Ask the Experts: What’s the Difference between ASP and SaaS?

Provided by Jorge Garcia of Technology Evaluation Center

This interesting question recently arrived in our Ask the Experts inbox, so I thought I’d write a brief post clarifying the difference between ASP and SaaS models.

TEC’s Take on ASP and SaaS

Perhaps not surprisingly, Wikipedia’s definitions for these two terms contribute to the confusion:

An application service provider (ASP) is a business that provides computer-based services to customers over a network. Software offered using an ASP model is also sometimes called on-demand software or software as a service. The most limited sense of this business is that of providing access to a particular application program (such as customer relationship management) using a standard protocol such as HTTP.


Software as a service (SaaS, typically pronounced [sæs]), sometimes referred to as “software on demand,” is software that is deployed over the internet and/or is deployed to run behind a firewall on a local area network or personal computer. With SaaS, a provider licenses an application to customers as a service on demand, through a subscription, in a “pay-as-you-go” model, or increasingly at no charge.

As we can see, these two previous definitions don’t throw enough light on the matter to distinguish clearly between ASP and SaaS.

Let’s start with their similarities:

Both a application service provider (ASP) and a SaaS provider provide access to a business software application through a network connection. This network connection could be a local area network (LAN) or a wide area network (WAN). The most common connection is an Internet connection, via a Web-based application. This thin client usage allows users to connect to business applications using a Web navigation tool (AKA a browser, such as Internet Explorer, Firefox, Chrome, Opera, etc.)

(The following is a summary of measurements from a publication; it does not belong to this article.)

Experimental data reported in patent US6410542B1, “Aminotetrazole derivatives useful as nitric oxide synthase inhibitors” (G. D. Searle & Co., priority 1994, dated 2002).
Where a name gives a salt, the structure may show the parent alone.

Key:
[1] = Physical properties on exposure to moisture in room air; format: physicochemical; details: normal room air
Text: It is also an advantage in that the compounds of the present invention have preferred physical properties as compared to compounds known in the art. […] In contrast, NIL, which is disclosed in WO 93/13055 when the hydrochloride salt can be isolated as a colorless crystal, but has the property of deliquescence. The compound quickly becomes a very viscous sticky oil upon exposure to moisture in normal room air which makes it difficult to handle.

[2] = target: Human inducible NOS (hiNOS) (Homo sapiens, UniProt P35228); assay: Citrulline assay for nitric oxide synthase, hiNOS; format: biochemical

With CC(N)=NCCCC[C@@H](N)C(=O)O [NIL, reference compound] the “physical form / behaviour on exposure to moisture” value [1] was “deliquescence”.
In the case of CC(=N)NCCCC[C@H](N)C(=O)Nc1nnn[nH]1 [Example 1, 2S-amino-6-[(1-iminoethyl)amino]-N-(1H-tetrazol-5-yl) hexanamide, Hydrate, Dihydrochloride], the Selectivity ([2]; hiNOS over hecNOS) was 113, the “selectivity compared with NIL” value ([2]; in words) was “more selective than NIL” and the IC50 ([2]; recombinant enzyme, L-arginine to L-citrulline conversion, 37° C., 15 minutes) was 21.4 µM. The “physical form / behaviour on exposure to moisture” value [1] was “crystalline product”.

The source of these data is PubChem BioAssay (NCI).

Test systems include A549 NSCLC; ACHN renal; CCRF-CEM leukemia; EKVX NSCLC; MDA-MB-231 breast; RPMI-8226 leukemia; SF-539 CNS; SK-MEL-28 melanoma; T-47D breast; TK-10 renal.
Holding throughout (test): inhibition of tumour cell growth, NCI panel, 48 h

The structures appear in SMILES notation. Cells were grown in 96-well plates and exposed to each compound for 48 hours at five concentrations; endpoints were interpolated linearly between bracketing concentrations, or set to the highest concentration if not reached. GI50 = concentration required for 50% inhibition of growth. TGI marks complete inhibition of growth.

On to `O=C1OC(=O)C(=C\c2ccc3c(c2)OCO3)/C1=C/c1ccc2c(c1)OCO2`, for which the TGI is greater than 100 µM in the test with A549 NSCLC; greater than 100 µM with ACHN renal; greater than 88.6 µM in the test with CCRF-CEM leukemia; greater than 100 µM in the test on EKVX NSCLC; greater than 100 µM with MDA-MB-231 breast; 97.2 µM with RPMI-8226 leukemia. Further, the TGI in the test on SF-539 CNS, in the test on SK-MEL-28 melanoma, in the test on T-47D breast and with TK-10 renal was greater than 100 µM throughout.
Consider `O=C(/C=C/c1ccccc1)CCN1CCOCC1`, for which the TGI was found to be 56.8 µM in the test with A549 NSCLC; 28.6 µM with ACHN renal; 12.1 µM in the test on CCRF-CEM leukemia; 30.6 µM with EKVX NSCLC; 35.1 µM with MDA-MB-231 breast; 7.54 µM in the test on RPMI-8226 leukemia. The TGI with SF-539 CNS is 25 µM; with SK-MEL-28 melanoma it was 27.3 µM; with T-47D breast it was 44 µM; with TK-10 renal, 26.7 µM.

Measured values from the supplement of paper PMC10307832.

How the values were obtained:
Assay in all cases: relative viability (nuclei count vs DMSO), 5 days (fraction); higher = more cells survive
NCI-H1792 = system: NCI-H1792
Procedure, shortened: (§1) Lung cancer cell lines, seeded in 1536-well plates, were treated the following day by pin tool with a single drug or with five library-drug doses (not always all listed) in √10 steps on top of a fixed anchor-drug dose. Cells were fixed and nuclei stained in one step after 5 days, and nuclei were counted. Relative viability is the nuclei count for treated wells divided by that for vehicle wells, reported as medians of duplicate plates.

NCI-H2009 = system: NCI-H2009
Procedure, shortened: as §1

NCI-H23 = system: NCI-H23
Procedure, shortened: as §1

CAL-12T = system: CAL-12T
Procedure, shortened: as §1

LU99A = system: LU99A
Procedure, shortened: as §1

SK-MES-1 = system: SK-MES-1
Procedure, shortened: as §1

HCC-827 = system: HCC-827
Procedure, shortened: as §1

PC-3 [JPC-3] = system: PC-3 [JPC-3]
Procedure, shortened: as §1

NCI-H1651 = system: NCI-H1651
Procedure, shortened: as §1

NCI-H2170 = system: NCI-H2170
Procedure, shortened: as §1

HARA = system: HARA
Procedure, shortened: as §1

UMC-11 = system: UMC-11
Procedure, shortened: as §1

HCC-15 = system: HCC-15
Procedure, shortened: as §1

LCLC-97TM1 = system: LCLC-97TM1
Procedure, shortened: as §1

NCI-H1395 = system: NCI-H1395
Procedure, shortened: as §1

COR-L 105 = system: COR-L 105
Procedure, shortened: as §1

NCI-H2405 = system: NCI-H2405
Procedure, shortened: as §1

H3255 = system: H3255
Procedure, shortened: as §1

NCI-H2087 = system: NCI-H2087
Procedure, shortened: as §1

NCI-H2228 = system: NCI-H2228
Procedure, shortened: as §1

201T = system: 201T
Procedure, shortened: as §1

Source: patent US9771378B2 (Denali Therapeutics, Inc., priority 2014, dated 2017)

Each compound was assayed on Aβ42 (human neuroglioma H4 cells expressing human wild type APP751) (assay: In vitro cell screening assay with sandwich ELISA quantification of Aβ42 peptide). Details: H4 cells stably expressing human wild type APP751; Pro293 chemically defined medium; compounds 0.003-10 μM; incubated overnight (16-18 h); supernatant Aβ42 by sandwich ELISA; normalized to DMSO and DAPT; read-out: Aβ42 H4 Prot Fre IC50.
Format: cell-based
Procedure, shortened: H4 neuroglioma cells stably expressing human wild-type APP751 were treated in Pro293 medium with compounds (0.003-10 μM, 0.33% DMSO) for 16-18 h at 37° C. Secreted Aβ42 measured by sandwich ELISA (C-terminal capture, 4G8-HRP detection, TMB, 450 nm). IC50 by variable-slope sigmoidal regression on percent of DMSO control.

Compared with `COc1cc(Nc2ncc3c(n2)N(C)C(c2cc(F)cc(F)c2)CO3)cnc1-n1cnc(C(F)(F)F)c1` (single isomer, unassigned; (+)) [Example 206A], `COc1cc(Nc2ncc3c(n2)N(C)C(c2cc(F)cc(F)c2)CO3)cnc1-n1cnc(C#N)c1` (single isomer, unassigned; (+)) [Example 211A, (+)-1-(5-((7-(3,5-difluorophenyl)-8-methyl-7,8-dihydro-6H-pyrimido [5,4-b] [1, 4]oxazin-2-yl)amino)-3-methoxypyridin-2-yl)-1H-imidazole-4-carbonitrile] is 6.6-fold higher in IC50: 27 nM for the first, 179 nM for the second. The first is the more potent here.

Another thing both models have in common is this: because of the way we connect to the business application, hardware, software, and data is allocated in a third-party location, this third party is in charge of maintaining the application and the infrastructure (hardware and software) to keep the application operating. So, companies use or consume applications “on-demand” or on a “pay as you go” basis.

To sum up: both ASP and SaaS providers enable a client (organization or individual) to use business applications, licensing them based on time periods, number of users, type of service, and functionality, as well as other factors.

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